California took a huge step forward to curb opiate abuse this week when Governor Jerry Brown signed Senate Bill 482, which requires doctors to be more accountable for dangerous drugs they give out with a new data reporting system.
The new law has been a long time coming for the Pack family, who had two of their young children murdered by an intoxicated driver in 2003. Two of Pack’s three children, Troy and Alana, were walking on the sidewalk on their way to get ice cream when they were hit and killed by a woman high on Vicodin. “I know that this is so meaningful for so many families that also have been harmed when they lost a relative or a child due to drug overdoses,’’ Mr. Pack said to The East Bay Times. Reports say the woman behind the wheel got her prescriptions from six different doctors.
Mr. Pack pushed for the preventative measures and the bill, authored by State Sen. Ricardo Lara (D-Bell Gardens); the bill was also sponsored by the Consumer Attorneys of California and the California Narcotics Officers. The opioid and heroin epidemic has only gotten worse since then. A 2013 CDC analysis found that drug overdose deaths increased for the 11th consecutive year in 2010 and prescription drugs, particularly opioid analgesics, are the top drugs leading the list of those responsible for fatalities. The Centers for Disease Control (CDC) estimates that 44 people die every day from an overdose of prescription drugs. Nearly three out of four prescription drug overdoses are caused by opioid pain relievers.
State Sen. Lara’s bill acknowledges that a law addressing the serious and deadly problem in his state is long overdue. “While California was the first state to create a drug monitoring system, it has lagged behind others in realizing the full potential of its system,” writes Lara within the bill. New York and Tennessee, for example, have required prescribers to check their respective state drug monitoring systems and have seen dramatic decreases in drug overdoses and deaths.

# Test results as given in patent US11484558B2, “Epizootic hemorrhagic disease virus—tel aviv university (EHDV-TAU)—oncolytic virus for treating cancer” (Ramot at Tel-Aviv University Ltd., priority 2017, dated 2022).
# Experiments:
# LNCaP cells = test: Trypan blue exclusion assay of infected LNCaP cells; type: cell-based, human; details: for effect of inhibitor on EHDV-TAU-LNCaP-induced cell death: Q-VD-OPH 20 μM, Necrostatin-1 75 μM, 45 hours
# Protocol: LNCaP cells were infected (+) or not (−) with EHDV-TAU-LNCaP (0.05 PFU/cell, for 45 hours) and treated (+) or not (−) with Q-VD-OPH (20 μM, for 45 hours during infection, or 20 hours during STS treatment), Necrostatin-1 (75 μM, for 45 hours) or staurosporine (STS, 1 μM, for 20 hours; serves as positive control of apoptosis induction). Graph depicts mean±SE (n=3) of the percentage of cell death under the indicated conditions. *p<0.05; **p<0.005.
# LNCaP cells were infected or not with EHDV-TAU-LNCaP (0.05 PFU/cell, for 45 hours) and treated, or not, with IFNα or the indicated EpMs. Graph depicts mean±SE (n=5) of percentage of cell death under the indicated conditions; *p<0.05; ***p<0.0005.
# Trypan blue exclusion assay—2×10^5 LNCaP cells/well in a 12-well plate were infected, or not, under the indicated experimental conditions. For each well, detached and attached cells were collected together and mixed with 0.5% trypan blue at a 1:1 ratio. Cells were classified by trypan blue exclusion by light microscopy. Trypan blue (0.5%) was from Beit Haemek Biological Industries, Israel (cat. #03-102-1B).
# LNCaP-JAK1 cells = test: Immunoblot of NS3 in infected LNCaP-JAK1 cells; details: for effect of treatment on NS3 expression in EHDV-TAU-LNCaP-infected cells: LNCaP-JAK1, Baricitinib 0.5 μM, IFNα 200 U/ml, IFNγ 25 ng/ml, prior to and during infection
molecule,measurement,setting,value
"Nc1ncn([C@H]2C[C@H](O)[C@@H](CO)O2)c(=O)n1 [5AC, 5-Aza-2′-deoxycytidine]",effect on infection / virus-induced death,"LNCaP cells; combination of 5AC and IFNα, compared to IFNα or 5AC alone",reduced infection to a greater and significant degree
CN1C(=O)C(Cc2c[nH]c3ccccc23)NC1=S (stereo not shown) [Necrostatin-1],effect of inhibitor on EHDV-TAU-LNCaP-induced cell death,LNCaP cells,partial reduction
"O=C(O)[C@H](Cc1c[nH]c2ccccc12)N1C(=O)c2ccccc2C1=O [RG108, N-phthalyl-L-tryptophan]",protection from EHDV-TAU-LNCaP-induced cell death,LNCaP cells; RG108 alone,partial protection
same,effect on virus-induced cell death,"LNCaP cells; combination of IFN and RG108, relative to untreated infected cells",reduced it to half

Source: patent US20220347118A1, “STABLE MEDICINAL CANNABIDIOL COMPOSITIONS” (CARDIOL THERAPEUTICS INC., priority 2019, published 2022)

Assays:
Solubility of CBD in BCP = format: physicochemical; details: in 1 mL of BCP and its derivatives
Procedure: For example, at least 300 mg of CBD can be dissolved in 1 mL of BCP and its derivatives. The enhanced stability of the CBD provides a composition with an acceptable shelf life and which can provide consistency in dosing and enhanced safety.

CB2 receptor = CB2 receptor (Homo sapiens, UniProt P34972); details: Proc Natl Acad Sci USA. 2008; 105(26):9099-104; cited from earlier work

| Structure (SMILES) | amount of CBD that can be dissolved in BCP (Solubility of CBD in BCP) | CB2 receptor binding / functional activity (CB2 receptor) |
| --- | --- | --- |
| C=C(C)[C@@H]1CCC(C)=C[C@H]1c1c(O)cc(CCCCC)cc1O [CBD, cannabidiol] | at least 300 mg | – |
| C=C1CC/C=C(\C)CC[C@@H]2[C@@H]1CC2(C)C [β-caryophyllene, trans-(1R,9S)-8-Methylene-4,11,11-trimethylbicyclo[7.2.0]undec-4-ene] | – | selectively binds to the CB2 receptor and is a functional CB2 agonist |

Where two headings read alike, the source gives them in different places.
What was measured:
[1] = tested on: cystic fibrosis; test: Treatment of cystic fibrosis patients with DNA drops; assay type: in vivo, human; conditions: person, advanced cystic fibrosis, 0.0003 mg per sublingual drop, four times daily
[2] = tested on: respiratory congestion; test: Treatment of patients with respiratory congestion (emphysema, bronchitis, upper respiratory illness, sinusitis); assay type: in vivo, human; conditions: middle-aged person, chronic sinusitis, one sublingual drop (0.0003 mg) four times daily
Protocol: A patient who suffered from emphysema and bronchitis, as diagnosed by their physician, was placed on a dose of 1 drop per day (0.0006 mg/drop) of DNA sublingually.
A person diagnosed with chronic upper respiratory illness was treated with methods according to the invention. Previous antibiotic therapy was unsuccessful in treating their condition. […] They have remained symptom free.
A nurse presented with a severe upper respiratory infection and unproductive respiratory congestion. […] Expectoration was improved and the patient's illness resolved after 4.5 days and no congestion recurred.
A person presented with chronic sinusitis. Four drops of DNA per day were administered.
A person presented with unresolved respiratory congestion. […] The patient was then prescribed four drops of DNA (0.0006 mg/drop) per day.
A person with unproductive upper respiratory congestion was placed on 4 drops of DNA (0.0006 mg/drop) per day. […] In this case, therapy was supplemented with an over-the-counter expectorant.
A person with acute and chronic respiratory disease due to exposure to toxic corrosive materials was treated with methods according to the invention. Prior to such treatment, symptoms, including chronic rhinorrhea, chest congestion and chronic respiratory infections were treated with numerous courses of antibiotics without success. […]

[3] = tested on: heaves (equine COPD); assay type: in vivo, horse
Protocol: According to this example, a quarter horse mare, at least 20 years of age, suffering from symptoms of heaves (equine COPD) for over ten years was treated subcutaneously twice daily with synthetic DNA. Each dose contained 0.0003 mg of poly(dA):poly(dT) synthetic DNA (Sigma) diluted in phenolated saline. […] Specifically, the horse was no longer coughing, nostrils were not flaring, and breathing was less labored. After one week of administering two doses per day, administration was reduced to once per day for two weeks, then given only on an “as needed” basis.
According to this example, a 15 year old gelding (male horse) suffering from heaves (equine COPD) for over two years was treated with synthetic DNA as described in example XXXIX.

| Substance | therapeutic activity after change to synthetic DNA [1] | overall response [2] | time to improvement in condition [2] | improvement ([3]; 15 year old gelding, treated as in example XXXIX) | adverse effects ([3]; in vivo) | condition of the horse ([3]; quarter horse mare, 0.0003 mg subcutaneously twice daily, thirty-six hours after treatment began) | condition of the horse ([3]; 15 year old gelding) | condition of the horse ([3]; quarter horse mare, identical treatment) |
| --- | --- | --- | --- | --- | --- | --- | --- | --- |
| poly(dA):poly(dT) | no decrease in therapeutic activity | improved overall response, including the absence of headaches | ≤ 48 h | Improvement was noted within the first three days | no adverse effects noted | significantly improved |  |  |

California law now requires a drug prescription for a controlled substance, under the Controlled Substances Act, to be issued for a “legitimate medical purpose and establishes responsibility for proper prescribing on the prescribing practitioner.” The law also implements new punishments for violators. Failure for registered doctors to check the patient database for past prescriptions could face imprisonment for up to one year or a fine of up to $20,000, or both.
The database is called The Controlled Substance Utilization Review and Evaluation System (CURES), and it’s managed by the Department of Justice. Some of the specifics of the new law in California include:
- Requiring special prescription forms for controlled substances to be obtained from security printers approved by DOJ.
- Establishing the Controlled Substances Utilization Review and Evaluation System (CURES) for electronic monitoring of Schedule II, III and IV controlled substance prescriptions.